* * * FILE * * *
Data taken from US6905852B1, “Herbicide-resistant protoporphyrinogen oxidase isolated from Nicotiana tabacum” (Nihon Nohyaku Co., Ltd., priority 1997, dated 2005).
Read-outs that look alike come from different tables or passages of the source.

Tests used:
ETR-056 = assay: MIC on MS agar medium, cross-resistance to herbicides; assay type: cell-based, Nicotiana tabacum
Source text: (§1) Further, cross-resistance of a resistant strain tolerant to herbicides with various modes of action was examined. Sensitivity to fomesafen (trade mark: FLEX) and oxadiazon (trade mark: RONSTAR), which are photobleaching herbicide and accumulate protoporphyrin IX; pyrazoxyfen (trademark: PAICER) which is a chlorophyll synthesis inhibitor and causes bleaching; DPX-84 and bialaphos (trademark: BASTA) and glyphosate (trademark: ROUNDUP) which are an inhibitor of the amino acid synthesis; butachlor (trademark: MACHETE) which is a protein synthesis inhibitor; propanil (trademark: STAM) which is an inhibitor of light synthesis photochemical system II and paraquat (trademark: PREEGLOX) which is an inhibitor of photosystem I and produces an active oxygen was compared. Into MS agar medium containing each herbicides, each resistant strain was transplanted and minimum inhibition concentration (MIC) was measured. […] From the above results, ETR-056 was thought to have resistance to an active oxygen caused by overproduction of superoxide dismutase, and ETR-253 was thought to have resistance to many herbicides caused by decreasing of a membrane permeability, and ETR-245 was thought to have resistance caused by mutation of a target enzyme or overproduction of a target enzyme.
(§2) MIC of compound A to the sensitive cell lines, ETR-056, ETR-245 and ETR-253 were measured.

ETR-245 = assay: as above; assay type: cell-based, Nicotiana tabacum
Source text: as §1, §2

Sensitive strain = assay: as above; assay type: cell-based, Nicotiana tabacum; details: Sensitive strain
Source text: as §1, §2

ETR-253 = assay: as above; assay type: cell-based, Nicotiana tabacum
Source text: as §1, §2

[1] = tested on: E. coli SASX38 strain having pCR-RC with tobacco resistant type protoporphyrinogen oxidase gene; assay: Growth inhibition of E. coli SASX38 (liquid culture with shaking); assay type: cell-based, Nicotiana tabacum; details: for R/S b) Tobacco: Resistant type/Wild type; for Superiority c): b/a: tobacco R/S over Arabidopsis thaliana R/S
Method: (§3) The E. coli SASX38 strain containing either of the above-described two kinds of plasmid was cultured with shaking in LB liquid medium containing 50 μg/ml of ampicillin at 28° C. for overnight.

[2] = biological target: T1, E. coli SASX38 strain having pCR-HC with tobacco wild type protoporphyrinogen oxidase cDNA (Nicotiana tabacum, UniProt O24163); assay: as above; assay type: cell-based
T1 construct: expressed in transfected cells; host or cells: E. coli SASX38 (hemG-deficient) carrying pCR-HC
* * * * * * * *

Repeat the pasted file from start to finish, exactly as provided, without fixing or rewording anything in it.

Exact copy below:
Data taken from US6905852B1, “Herbicide-resistant protoporphyrinogen oxidase isolated from Nicotiana tabacum” (Nihon Nohyaku Co., Ltd., priority 1997, dated 2005).
Read-outs that look alike come from different tables or passages of the source.

Tests used:
ETR-056 = assay: MIC on MS agar medium, cross-resistance to herbicides; assay type: cell-based, Nicotiana tabacum
Source text: (§1) Further, cross-resistance of a resistant strain tolerant to herbicides with various modes of action was examined. Sensitivity to fomesafen (trade mark: FLEX) and oxadiazon (trade mark: RONSTAR), which are photobleaching herbicide and accumulate protoporphyrin IX; pyrazoxyfen (trademark: PAICER) which is a chlorophyll synthesis inhibitor and causes bleaching; DPX-84 and bialaphos (trademark: BASTA) and glyphosate (trademark: ROUNDUP) which are an inhibitor of the amino acid synthesis; butachlor (trademark: MACHETE) which is a protein synthesis inhibitor; propanil (trademark: STAM) which is an inhibitor of light synthesis photochemical system II and paraquat (trademark: PREEGLOX) which is an inhibitor of photosystem I and produces an active oxygen was compared. Into MS agar medium containing each herbicides, each resistant strain was transplanted and minimum inhibition concentration (MIC) was measured. […] From the above results, ETR-056 was thought to have resistance to an active oxygen caused by overproduction of superoxide dismutase, and ETR-253 was thought to have resistance to many herbicides caused by decreasing of a membrane permeability, and ETR-245 was thought to have resistance caused by mutation of a target enzyme or overproduction of a target enzyme.
(§2) MIC of compound A to the sensitive cell lines, ETR-056, ETR-245 and ETR-253 were measured.

ETR-245 = assay: as above; assay type: cell-based, Nicotiana tabacum
Source text: as §1, §2

Sensitive strain = assay: as above; assay type: cell-based, Nicotiana tabacum; details: Sensitive strain
Source text: as §1, §2

ETR-253 = assay: as above; assay type: cell-based, Nicotiana tabacum
Source text: as §1, §2

[1] = tested on: E. coli SASX38 strain having pCR-RC with tobacco resistant type protoporphyrinogen oxidase gene; assay: Growth inhibition of E. coli SASX38 (liquid culture with shaking); assay type: cell-based, Nicotiana tabacum; details: for R/S b) Tobacco: Resistant type/Wild type; for Superiority c): b/a: tobacco R/S over Arabidopsis thaliana R/S
Method: (§3) The E. coli SASX38 strain containing either of the above-described two kinds of plasmid was cultured with shaking in LB liquid medium containing 50 μg/ml of ampicillin at 28° C. for overnight.

[2] = biological target: T1, E. coli SASX38 strain having pCR-HC with tobacco wild type protoporphyrinogen oxidase cDNA (Nicotiana tabacum, UniProt O24163); assay: as above; assay type: cell-based
T1 construct: expressed in transfected cells; host or cells: E. coli SASX38 (hemG-deficient) carrying pCR-HC